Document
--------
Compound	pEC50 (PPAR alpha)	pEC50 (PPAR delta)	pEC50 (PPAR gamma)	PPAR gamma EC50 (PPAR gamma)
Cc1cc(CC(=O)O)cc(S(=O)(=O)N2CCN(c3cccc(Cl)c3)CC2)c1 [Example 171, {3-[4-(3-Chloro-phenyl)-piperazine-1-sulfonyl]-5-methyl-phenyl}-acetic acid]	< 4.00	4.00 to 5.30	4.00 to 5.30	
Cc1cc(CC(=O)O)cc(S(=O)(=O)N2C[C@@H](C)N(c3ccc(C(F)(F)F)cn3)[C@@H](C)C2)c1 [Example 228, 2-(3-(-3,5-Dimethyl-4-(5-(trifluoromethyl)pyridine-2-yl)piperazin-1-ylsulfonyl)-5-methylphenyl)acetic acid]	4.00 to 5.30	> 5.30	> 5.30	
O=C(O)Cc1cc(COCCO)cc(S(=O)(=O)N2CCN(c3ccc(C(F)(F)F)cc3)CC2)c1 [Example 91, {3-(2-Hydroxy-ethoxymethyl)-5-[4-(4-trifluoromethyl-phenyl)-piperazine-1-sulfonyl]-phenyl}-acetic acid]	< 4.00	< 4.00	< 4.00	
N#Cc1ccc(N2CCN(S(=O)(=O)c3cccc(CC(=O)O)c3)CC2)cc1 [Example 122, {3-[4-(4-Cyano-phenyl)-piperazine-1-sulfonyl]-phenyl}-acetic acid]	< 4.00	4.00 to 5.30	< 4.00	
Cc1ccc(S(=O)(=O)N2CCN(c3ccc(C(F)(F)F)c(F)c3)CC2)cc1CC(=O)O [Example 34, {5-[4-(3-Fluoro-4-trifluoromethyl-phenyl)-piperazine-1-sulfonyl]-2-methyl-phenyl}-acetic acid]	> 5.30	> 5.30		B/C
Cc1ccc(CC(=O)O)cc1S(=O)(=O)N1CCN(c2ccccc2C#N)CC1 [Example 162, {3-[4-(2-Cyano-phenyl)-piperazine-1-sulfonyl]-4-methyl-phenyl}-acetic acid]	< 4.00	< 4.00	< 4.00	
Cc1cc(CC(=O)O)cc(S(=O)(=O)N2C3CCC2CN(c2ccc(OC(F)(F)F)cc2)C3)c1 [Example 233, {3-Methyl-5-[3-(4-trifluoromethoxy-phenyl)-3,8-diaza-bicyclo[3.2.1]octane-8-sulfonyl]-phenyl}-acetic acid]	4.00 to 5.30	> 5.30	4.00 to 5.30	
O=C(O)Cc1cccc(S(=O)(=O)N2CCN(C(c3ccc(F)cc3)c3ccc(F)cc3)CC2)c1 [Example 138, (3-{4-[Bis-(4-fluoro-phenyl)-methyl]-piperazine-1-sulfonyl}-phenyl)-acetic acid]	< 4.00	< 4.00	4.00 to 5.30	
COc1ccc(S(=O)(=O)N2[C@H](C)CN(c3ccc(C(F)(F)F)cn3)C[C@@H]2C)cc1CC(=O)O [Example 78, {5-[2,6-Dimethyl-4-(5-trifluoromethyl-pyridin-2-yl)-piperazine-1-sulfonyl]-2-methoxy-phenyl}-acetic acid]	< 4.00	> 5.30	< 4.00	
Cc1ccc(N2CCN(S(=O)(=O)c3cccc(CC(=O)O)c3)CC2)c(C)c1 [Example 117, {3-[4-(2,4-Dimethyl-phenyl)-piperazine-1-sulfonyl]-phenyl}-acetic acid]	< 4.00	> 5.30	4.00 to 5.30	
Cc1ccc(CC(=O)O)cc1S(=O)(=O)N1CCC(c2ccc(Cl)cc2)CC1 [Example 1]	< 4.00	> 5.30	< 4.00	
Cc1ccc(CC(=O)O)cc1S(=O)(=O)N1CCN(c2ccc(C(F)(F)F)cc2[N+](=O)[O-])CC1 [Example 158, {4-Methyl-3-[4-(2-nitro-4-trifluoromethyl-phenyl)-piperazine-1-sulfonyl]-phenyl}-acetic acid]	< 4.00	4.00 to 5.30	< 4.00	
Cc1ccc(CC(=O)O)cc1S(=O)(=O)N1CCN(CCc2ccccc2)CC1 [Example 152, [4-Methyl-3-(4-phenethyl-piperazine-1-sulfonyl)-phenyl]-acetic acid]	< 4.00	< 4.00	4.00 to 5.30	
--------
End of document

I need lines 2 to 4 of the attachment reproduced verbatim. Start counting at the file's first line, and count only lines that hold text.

Cc1cc(CC(=O)O)cc(S(=O)(=O)N2CCN(c3cccc(Cl)c3)CC2)c1 [Example 171, {3-[4-(3-Chloro-phenyl)-piperazine-1-sulfonyl]-5-methyl-phenyl}-acetic acid]	< 4.00	4.00 to 5.30	4.00 to 5.30	
Cc1cc(CC(=O)O)cc(S(=O)(=O)N2C[C@@H](C)N(c3ccc(C(F)(F)F)cn3)[C@@H](C)C2)c1 [Example 228, 2-(3-(-3,5-Dimethyl-4-(5-(trifluoromethyl)pyridine-2-yl)piperazin-1-ylsulfonyl)-5-methylphenyl)acetic acid]	4.00 to 5.30	> 5.30	> 5.30	
O=C(O)Cc1cc(COCCO)cc(S(=O)(=O)N2CCN(c3ccc(C(F)(F)F)cc3)CC2)c1 [Example 91, {3-(2-Hydroxy-ethoxymethyl)-5-[4-(4-trifluoromethyl-phenyl)-piperazine-1-sulfonyl]-phenyl}-acetic acid]	< 4.00	< 4.00	< 4.00	